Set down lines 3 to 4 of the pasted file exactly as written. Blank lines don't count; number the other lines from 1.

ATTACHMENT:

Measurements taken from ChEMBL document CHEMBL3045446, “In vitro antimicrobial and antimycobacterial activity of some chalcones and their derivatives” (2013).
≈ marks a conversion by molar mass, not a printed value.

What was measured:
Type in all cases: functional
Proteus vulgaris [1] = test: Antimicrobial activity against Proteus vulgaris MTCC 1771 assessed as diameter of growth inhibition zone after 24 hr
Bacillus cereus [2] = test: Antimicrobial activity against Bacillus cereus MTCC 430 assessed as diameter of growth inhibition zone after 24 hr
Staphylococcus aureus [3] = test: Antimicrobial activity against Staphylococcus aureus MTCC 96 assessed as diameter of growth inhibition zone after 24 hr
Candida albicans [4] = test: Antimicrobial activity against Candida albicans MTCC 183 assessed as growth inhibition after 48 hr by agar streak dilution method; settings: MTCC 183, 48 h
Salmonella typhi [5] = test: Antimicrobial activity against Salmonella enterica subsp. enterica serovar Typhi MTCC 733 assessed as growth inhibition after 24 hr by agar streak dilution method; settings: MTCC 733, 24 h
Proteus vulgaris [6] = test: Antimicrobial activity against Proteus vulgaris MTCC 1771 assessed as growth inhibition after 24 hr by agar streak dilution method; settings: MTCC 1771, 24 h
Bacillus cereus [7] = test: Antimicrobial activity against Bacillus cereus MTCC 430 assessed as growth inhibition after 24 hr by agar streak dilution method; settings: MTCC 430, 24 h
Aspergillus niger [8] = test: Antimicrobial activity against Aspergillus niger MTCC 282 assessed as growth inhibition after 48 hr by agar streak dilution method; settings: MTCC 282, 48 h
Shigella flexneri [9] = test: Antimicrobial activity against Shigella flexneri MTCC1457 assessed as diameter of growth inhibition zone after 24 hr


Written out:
What was measured:
Type in all cases: functional